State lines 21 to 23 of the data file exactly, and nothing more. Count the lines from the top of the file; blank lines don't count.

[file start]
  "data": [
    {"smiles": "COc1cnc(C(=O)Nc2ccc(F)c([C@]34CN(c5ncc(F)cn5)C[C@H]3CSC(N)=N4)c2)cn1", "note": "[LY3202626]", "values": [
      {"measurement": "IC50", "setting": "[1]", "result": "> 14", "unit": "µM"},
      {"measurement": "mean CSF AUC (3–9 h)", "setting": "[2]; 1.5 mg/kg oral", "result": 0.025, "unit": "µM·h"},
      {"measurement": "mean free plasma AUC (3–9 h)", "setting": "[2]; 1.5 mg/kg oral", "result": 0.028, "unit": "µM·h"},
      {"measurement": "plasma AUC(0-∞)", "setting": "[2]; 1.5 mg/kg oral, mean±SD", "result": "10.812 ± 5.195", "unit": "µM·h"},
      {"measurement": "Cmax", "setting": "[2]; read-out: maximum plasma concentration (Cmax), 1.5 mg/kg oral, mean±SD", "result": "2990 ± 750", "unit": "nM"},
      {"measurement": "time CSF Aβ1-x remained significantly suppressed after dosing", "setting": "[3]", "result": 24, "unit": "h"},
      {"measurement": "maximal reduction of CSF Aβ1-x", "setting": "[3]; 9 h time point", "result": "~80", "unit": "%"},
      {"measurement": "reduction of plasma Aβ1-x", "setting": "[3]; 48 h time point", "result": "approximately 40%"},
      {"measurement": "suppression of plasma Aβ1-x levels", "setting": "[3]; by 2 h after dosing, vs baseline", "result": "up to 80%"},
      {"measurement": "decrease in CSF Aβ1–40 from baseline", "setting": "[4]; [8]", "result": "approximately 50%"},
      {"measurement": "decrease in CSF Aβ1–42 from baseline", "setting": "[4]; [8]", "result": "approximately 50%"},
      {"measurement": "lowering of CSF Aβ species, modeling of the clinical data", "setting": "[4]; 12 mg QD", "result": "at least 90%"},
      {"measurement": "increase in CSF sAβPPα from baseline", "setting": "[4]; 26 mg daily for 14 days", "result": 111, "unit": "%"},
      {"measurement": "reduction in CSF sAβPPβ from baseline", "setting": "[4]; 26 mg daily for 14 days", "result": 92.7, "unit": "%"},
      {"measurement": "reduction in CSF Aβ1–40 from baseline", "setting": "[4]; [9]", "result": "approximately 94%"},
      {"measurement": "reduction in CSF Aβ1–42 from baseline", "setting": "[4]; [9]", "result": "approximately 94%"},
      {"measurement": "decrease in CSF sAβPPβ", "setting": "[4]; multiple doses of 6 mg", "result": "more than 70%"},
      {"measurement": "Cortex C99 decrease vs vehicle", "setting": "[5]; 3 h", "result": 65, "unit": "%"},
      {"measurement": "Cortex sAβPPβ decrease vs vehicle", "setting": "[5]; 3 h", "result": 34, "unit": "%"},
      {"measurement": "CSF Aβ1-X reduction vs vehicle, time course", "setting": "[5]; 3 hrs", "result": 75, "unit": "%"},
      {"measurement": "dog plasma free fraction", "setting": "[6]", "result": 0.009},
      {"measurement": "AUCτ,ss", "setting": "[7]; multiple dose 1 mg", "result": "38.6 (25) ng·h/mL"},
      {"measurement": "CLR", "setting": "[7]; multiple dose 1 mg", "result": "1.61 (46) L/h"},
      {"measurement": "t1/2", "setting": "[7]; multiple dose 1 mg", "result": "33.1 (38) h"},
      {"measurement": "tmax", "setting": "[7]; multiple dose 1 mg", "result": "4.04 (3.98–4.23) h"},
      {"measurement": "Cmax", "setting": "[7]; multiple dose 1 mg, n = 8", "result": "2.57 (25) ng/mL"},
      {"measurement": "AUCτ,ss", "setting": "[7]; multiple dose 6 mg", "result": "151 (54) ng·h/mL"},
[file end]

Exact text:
      {"measurement": "Cortex sAβPPβ decrease vs vehicle", "setting": "[5]; 3 h", "result": 34, "unit": "%"},
      {"measurement": "CSF Aβ1-X reduction vs vehicle, time course", "setting": "[5]; 3 hrs", "result": 75, "unit": "%"},
      {"measurement": "dog plasma free fraction", "setting": "[6]", "result": 0.009},